This mathematical trick was not part of my Pi Day magic show but probably should have been. I first read about this trick in one of Martin Gardner‘s books when I was a teenager, and it’s amazing how impressive this appears when performed. I particularly enjoy stumping my students with this trick, inviting them to figure out how on earth I pull it off.
Here’s a video of the trick, courtesy of Numberphile:
Summarizing, there’s a way of quickly determining given the value of if is a positive integer less than 100:
- The ones digit of will be the ones digit of .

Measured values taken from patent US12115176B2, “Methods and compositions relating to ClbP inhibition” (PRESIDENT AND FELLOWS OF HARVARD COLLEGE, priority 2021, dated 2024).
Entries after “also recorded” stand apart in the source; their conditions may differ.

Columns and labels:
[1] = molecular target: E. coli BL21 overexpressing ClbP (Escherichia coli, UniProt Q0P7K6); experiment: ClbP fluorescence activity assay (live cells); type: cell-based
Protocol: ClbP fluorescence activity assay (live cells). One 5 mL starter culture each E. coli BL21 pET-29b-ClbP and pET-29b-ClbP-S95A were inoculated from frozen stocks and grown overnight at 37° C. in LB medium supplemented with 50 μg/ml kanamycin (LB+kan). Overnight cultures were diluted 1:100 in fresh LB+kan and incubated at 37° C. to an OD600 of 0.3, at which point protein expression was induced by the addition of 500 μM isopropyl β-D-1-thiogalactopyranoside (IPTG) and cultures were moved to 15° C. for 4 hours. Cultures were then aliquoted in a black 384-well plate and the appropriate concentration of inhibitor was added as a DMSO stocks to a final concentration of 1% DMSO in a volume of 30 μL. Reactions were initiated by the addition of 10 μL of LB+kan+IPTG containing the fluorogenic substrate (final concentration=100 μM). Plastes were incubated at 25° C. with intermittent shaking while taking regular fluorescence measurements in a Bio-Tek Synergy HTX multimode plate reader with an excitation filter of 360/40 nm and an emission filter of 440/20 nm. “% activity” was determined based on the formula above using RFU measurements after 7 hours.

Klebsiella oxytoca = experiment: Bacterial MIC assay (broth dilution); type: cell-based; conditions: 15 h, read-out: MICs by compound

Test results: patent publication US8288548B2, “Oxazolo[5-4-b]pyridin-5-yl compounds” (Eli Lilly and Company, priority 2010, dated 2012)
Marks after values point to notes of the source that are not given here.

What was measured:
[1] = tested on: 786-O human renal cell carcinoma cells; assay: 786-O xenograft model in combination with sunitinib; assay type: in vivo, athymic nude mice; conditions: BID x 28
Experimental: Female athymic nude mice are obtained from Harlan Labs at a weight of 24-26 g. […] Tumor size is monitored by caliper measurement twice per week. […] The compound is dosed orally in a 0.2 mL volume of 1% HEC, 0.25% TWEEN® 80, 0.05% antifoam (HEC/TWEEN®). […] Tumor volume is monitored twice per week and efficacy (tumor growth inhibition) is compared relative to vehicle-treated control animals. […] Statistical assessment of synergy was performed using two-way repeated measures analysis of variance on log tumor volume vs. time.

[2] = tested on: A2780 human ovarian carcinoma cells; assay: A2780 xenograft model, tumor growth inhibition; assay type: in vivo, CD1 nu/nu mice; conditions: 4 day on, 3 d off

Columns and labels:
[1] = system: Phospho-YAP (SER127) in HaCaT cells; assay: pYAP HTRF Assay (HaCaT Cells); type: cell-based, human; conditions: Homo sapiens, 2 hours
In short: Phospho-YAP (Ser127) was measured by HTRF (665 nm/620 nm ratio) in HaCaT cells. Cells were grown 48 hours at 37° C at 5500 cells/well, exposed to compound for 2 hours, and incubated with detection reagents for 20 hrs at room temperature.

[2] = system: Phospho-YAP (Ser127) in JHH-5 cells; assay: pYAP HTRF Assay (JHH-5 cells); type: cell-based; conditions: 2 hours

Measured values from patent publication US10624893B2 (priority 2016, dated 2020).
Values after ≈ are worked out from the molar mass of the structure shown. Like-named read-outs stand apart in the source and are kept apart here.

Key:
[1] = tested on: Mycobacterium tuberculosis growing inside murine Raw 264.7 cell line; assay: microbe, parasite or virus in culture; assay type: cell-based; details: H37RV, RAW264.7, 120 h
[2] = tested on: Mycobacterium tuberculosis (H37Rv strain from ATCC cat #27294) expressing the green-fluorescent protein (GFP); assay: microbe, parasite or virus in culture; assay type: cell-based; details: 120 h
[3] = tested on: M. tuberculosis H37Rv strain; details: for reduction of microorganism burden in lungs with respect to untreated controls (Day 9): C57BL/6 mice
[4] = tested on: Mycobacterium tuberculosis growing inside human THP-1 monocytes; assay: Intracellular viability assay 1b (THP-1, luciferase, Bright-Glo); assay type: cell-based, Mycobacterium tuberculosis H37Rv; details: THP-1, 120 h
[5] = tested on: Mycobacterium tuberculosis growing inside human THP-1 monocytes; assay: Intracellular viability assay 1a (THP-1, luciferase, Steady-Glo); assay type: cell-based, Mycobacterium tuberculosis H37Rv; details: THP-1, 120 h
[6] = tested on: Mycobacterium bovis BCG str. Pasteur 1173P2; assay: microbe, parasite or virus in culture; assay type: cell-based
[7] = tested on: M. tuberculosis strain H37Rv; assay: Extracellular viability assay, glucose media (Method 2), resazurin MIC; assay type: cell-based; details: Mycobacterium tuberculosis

- The tens digit of can be obtained by listening to how big is. This requires a bit of memorization (and I agree with the above video that the hardest ones to quickly determine in a magic show are the ones less than and the ones that are slightly larger than a billion):
- 10: At least 10,000.
- 20: At least 3 million.
- 30: At least 24 million.
- 40: At least 100 million.
- 50: At least 300 million.
- 60: At least 750 million.
- 70: At least 1.6 billion.
- 80: At least 3.2 billion.
- 90: At least 5.9 billion.
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